Holy Trinity Anglican Church
Links and documents
1924/01/01 to 1925/01/01
Listed on the Canadian Register:
Statement of Significance
Description of Historic Place
The Trinity Anglican Church is located on the corner of Orser and High streets at a four corner crossroad with Hillcrest Avenue. The presence of this Gothic Revival structure is marked in the community by its projecting tower and belfry.
The Holy Trinity Anglican Church is designated a Local Historic Place for its architectural qualities as well as for its religious and cultural influences.
The Holy Trinity Anglican Church is recognized for its association with spiritual worship in the area and for being home to a developing congregation which had previously moved from one community hall to another. The land was purchased in 1917 and the Hartland Cement Company, a local business, provided the concrete blocks for the structure. Volunteers provided the labour to stain and install the pews. Archdeacon Neales of the Parish of Woodstock supported Rev. N. Franchetti, the man who was instrumental in making the church a reality, and who was its chief designer. The church was dedicated in 1925 and became the symbol of Anglican faith in the community.
The Holy Trinity Anglican Church is a beautiful building that stands alone. Concrete blocks reach to the steeply-pitched steel gable roof. Large Gothic arch wooden casement windows with stained glass are recessed in both gable ends on the east and west walls. Both windows were donated in memory of lost loved ones by congregational relatives. Several smaller Gothic arch stain glass windows are recessed in the concrete block walls and are placed uniformly on the same level. The concrete block tower stands three storeys with uniform arched windows recessed in the walls at each storey and houses the narthex on the ground level. The tower is topped by a pyramidal roof protected by asphalt shingles. This Gothic Revival style church conveys a presence of solidarity and strength, and its concrete block construction adds to its architectural strength and value.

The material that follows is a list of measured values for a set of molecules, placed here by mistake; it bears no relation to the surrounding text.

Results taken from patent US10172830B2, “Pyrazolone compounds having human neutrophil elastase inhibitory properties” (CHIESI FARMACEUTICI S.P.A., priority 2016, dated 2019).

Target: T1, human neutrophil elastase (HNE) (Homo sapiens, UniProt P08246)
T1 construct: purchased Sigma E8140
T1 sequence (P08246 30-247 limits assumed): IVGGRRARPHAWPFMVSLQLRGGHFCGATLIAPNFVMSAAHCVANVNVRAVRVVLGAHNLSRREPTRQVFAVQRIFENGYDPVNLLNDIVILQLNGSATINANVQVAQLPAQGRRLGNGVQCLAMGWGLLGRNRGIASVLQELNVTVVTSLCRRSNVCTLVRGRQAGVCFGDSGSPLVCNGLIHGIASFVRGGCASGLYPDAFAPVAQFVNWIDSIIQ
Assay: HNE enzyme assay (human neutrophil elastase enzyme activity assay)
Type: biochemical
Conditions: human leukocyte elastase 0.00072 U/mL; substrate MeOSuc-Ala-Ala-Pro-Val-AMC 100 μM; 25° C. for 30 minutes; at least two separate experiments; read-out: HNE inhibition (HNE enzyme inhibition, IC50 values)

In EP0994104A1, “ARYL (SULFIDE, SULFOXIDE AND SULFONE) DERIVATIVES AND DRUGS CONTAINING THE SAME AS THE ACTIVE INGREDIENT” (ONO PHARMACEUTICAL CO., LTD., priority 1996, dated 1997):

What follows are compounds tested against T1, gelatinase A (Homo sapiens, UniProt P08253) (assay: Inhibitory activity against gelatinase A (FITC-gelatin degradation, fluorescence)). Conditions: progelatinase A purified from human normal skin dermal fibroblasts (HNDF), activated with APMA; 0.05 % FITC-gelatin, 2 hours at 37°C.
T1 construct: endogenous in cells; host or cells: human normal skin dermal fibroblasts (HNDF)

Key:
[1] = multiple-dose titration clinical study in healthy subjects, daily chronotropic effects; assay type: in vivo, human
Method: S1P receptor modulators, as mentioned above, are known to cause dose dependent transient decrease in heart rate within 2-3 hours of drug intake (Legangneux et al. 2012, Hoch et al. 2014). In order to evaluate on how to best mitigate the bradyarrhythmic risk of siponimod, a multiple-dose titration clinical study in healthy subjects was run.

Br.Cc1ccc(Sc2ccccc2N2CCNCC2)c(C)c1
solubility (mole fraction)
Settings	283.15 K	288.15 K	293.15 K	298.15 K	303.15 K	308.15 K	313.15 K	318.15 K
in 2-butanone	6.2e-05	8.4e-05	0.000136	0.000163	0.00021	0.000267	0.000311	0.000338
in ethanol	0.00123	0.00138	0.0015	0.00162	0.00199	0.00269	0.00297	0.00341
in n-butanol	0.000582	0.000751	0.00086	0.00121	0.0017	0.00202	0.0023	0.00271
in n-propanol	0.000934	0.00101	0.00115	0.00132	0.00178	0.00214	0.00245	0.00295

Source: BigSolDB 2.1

The interior of the Holy Trinity Anglican Church is frame-paneled from the wainscotting to the roof with rich oak mouldings. The centre aisle of the open nave is lined with stained butternut wood pews facing the oak altar and the oak hymnal board rests to the side. The chancel is located three steps up from the nave with the choir and altar. Several elements of the interior were donated in memory by its congregational members.
Source: Hartland Town Hall archives, "Holy Trinity Anglican Church" file
The character-defining elements of the Holy Trinity Anglican Church include:
- traditional Gothic Revival style form and massing;
- steeply-pitched gable roof;
- concrete block construction, rare in church architecture;
- date stone above church entrance in Roman numerals, MCMXVII (1917);
- concrete block three-storey tower topped with a pyramidal roof and enclosing the belfry with uniform pointed arch windows at each storey on all four sides;
- pointed arch stain glass windows recessed in the concrete blocks placed uniformly on the north and south walls;
- wooden double arched doors opening to wood paneled narthex in base of tower.
The character-defining elements that describe the interior of the church include:
- narthex located at bottom of tower and belfry;
- open nave;
- wainscoting throughout and decorative panel-framing from wainscoting to roof with rich oak mouldings;
- central aisle facing the east wall with butternut pews lining each side of the aisle;
- chancel with choir and altar located three steps up from nave;
- large stained glass pointed arch windows on the east and west walls.
Local Governments (NB)
Local Historic Places Program
Municipal Register of Local Historic Places
1917/01/01 to 1917/01/01
Theme - Category and Type
- Building Social and Community Life
- Religious Institutions
- Expressing Intellectual and Cultural Life
- Architecture and Design
Function - Category and Type
- Religion, Ritual and Funeral
- Religious Facility or Place of Worship
Architect / Designer
Rev. N. Franchetti
Location of Supporting Documentation
Hartland Town Hall, 31 Orser Street, Hartland, NB
Cross-Reference to Collection